Psychologist prescription bill is a must
By Beth Giesting
With the stroke of a pen, Hawai'i lawmakers have the power to improve access to mental healthcare for an estimated 55,000 people served by nonprofit community health centers in our state's poorest and most underserved rural areas.
Their need is dire, and the situation is only getting worse.
The solution is the Hawai'i Primary Care Association's House Bill 2589, which would allow appropriately trained licensed psychologists working at community health centers to prescribe and adjust medication to treat mental-health issues.
Waiting times for these patients to see a psychiatrist range from six weeks to three months. On the Neighbor Islands, where the shortage of psychiatrists is most acute, many patients are told they can't get an appointment at all. In 2005, only five new psychiatrists finished their training in Hawai'i, compared to 34 new psychologists. In 2004, the most recent available data, there were only six psychiatrists serving three of Hawai'i's 13 community health centers, compared to 10 psychologists serving nine of the centers.
The primary opposition to this bill comes from the state psychiatric association. This issue is not new to the Legislature. For more than a decade, psychiatrists have fought giving psychologists the authority to prescribe by promising to improve care in rural areas, yet year after year, the situation has remained dismal.
It's not that psychiatrists don't care. It's just that there are simply not enough of them to go around, and as with many things in life, the poor and the needy go without.
And 55,000 individuals, real people in desperate need of mental healthcare, are at risk and waiting in vain.
This bill is widely supported by the medical directors and administrators of the community health centers and also by the Hawai'i Nurses Association, HMSA, and the Hawai'i Psychological Association. Indeed, the bill was drafted by Rep. Josh Green, vice chairman of the House Health Committee and a Big Island physician who provides emergency room care in a rural setting.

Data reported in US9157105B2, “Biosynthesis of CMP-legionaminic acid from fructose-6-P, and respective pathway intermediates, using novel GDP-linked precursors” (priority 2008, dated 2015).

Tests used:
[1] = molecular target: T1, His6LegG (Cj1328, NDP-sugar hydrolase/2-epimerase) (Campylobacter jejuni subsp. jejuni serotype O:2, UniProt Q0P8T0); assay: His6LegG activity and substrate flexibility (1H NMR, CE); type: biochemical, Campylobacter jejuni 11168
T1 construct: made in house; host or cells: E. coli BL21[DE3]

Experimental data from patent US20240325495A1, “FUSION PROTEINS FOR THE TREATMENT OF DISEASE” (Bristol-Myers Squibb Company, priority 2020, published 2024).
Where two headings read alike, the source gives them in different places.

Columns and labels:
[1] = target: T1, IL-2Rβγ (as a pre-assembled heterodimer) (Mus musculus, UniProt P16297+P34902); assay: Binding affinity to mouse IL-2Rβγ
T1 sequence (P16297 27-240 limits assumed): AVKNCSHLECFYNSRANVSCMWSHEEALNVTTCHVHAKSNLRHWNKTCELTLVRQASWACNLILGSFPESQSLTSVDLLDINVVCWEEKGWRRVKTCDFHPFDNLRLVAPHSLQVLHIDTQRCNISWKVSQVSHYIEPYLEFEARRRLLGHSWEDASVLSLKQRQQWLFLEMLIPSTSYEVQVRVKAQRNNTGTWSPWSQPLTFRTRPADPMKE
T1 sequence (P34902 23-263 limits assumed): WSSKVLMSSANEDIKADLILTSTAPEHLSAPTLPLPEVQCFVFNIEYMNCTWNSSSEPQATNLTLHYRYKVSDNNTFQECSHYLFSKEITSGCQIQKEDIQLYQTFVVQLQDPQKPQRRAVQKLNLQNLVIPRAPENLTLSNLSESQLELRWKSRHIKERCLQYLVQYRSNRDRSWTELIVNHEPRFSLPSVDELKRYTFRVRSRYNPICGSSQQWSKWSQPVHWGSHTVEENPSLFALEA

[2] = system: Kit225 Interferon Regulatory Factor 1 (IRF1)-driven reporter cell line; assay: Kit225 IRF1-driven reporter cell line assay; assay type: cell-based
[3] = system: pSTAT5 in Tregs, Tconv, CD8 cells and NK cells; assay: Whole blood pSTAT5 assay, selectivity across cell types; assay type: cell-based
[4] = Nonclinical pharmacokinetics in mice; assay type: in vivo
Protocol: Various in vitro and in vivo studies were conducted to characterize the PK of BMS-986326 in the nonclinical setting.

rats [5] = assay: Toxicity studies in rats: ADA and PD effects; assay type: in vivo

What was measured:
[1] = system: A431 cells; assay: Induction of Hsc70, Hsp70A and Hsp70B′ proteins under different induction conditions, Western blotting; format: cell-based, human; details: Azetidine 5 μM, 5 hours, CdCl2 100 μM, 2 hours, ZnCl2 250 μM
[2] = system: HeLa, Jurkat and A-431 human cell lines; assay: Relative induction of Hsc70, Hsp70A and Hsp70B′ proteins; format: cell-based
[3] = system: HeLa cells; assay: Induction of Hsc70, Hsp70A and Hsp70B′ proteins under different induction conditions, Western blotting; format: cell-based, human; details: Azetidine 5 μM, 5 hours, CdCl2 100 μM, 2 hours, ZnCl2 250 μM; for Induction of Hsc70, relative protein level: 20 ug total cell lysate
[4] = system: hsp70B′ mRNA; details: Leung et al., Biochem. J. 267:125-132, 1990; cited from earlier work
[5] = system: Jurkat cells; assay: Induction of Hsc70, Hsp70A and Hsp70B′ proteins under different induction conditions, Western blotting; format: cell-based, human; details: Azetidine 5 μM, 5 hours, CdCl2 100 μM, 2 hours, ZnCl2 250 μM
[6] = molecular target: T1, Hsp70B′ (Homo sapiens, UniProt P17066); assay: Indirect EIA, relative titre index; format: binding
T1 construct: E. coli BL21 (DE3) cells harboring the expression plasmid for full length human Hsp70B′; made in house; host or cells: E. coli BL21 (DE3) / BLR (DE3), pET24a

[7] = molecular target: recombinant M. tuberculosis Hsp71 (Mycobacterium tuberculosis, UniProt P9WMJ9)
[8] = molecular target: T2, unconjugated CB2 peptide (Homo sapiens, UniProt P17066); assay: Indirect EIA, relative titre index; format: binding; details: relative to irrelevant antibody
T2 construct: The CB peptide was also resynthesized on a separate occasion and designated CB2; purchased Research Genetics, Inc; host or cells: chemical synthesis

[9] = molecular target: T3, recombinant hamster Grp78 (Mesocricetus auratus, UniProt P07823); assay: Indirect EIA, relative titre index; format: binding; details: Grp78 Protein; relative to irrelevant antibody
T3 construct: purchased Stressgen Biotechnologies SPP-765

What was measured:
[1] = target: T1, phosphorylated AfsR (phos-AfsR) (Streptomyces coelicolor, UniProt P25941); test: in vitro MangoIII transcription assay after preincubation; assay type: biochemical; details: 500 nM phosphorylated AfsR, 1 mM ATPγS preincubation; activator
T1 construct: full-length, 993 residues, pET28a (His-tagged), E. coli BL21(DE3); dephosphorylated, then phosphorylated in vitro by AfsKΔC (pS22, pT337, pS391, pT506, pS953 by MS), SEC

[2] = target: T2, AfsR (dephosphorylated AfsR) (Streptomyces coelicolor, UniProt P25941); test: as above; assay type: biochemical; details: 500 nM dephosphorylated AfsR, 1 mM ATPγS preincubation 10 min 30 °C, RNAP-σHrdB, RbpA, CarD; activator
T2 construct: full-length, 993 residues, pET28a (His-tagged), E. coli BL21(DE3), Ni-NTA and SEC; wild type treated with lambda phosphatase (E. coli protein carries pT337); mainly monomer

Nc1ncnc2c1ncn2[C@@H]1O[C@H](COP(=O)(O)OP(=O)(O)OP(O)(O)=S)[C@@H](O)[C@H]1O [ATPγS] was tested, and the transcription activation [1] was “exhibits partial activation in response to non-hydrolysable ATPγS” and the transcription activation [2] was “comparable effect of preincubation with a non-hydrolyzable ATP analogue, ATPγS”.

In written testimony supporting the bill, HMSA states that this "could have a large impact for individuals in need of these services."
But is it safe?
Absolutely. Precedent has been set time and time again: Non-medical doctors, including dentists and optometrists, have safely prescribed medication within their areas of expertise for years. In Hawai'i, advanced practice nurses and physician assistants can also prescribe medication.
Moreover, psychologists are already prescribing in New Mexico, Louisiana and within the Department of Defense; the latter has been prescribing for nearly 10 years. In Louisiana, psychologists have written more than 10,000 prescriptions without incident. In fact, there is no record of a patient being harmed by a prescribing psychologist in any of these settings.
Elaine Orabano Mantell, Ph.D., a DOD prescribing psychologist since 1997, reports: "I have never had a single adverse outcome. I have never had a single complaint leveled against me with regard to any of my clinical work, including my use of medications. On the contrary, I continue to receive more referrals than any one individual can handle because the need for treatment is so great."
HB 2589 would require doctorate-level psychologists to undergo four and a half years of intensive supervised training prior to prescribing a limited number of medications for our neediest individuals. This is in addition to the seven years of doctoral training in the diagnosis, assessment and treatment of mental and emotional disorders already required to become a licensed psychologist.
This advanced curriculum is based on the recommendations of a blue-ribbon panel of experts that included input from people in psychiatry, pharmacology and psychology. And just as dentists and optometrists only prescribe medications related to their expertise, appropriately trained psychologists would only prescribe medicines relating to mental health.
The current bill has already been amended to limit the types of medications to address safety concerns.
But most importantly, this bill will improve the safety of the people of Hawai'i by increasing access to high-quality mental healthcare in underserved rural areas.
But can we afford it?
The bill will cost the taxpayer nothing. Psychologists are already working in the rural health clinics. The cost of additional training will be borne by the individual psychologists. The real question is, can we afford not to do this?
We have nothing to lose but the artificial roadblocks that prevent our most underserved populations from getting the care they need.
Beth Giesting is the executive director of Hawai'i Primary Care Association. She wrote this commentary for The Advertiser.